Oh, W.L. Weller, You Had Me at Hello

W. L. Weller. Bourbon.

W. L. Weller. Bourbon. Amber. Perfect.

That amber that Mr. Attenborough lifted up in Jurassic Park? Sure, it was pretty, it was clear, it had a mosquito in it. And it led to velociraptors and jello.

And Jeff Goldblum, who I think we all can agree is pretty dreamy.

Well, the amber liquid that is the bourbon known as W.L. Weller…it is clearer, cleaner, more Amber-y than Attenborough’s walking stick. Which was, after all, in a movie.

Okay, let’s try again: the author owns an amber heart pendant that she purchased in New Orleans. This pendant is a tiny chip of Baltic history. It reminds one of the Middle Ages, of Finns and Slavs and Celts trading pieces of yellow “glass” for coins, and fur, and wine; for British wool and Italian garum and Byzantine wheat.

The point is this: The author was, perspicaciously, handed a tiny glass of W.L. Weller’s bourbon. 12 year (aged) and “wheated.” The wheat, allegedly, makes the bourbon smooth.

The look of this bourbon, in the glass, has viscosity. Swish it around, it sticks on the glass just exactly long enough: not honey, but not cheap.

And it is the perfect Baltic Amber. An amber color so pure, it approaches topaz. The light hits it and the edges turn blue. It’s autumn and sunlight and evening and warmth and fire glow. It’s amber, no Attenborough required.

The website states that W.L. Weller bourbon (12 year) has the scent of “lanolin, almond, creamed corn.”

No. Weller has the scent of all of the following: jasmine, marshmallow, and caramel corn. There’s probably more, but in the words of Donna Reed in It’s a Wonderful Life (wedding scene)…”who cares?”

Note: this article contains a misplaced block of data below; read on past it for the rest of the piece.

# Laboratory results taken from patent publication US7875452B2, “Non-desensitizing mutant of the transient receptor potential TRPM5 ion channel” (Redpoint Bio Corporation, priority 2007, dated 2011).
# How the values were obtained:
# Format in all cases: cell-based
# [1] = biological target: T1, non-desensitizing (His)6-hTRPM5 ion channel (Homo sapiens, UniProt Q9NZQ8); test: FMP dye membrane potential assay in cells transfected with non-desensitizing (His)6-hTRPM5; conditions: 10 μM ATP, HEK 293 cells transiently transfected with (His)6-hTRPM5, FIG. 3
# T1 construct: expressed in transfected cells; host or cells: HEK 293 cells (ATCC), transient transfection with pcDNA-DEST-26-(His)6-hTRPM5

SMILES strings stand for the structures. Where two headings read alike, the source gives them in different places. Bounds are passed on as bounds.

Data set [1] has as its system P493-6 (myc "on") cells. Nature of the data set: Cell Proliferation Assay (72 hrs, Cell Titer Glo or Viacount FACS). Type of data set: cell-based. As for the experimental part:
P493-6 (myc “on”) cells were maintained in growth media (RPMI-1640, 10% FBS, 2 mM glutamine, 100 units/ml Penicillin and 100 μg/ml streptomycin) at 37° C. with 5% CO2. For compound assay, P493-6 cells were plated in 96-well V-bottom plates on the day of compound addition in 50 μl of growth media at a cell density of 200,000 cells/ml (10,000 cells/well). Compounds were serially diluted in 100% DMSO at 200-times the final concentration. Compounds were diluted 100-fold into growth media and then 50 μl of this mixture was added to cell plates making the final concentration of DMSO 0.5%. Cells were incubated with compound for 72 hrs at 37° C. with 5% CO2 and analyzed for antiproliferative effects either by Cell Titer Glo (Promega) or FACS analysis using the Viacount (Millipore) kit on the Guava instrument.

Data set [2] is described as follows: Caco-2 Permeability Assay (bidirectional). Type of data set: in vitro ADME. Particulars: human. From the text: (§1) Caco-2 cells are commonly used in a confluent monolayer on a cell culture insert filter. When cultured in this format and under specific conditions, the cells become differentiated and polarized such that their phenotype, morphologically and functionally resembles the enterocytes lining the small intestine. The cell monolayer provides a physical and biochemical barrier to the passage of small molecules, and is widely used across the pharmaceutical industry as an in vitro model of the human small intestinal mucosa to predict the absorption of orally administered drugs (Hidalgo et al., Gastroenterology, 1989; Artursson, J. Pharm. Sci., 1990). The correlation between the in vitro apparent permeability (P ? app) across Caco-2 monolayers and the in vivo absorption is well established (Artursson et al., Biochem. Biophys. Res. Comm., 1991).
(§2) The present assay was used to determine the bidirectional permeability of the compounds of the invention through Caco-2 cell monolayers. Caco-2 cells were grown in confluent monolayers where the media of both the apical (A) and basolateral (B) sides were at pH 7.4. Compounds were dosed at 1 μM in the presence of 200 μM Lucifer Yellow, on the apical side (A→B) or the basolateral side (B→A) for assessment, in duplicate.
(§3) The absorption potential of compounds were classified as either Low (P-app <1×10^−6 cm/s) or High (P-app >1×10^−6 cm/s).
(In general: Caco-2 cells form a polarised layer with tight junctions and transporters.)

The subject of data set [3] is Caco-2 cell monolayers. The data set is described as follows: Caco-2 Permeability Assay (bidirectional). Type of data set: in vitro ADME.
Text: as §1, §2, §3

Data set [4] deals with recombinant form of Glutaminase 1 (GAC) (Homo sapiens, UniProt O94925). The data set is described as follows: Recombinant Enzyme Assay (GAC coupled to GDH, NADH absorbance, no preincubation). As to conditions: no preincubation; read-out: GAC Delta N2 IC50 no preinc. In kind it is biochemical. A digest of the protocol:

I’m not, generally speaking, a fan of hard liquor. I do not have bourbon and Kentucky and smoke running through my veins.

And yet. This bourbon, in its way, turned me into a pretentious snob: ” the front-end smells like…and it finishes with…” (Like a rosary: jasmine, marshmallow, and caramel corn.)

The truth is simple: it’s beautiful in the glass: the earth turned liquid. Plus viscosity. The bouquet/scent? Well, it takes a minute: but it’s smoky, floral, and as comforting as birthday cake. The feel on the tongue is, intially, smooth. It burns a little as you swallow, but not much. It’s just warm, like sinking into a beautifully-run bath, or standing near a campfire.

This is less a bourbon than a work of art. Which sounds pretentious.

Just drink a swallow, if you have the chance. It’s ridiculously good. Don’t, for the love of God, write about it. Just drink it.

But pause for a moment first: Look at the color, swirl it around the glass. Breathe for just a second. Then take a sip. It swallows like witchcraft.

In a good way. Blanton’s is great. Four Roses is good. And Weller’s? It had me at hello.

Go ahead and introduce yourself. (It’s delicious.)

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2 thoughts on “Oh, W.L. Weller, You Had Me at Hello

  1. Pingback: The Other Site | emerald orange

  2. Pingback: A Tale of Two Tastings | Amos

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